Abstract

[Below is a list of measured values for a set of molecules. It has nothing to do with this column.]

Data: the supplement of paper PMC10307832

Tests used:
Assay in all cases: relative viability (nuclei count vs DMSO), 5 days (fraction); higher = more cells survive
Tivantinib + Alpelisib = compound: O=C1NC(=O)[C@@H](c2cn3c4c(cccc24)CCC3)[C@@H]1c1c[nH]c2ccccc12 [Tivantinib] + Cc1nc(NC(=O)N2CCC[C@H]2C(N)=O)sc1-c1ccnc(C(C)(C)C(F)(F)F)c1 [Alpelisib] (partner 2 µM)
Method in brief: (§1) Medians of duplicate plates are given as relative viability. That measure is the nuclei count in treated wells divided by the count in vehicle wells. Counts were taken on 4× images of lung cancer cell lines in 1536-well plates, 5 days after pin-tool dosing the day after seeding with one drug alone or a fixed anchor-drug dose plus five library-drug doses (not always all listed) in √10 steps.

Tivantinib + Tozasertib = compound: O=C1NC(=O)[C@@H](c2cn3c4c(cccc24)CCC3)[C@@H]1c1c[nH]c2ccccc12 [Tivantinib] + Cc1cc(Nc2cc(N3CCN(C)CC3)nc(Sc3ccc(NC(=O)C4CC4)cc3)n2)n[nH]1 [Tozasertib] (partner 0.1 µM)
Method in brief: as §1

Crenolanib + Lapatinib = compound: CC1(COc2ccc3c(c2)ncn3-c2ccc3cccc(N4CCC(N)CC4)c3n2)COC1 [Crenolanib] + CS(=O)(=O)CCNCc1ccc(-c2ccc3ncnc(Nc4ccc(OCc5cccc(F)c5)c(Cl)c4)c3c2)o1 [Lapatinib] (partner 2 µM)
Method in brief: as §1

When is creativity teachable? Is it a single scientific field, and who is appropriate to undertake its teaching? What are Socrates’s criteria, and how can we apply them to creativity? This paper examines the value of creativity as it arises through scholars historically in the fields of philosophy and education. It also examines forms and theories of creativity in education. Gradually, curricula began to consider the cultivation of students’ creative thinking, and interest was shifted form “gifted” children to creativity for all. Are heuristics sufficient to contribute effectively to the adoption of techniques that promote creative thinking within the school environment and make it a separate lesson in the curriculum, or should we try some “risky” scientific choices?

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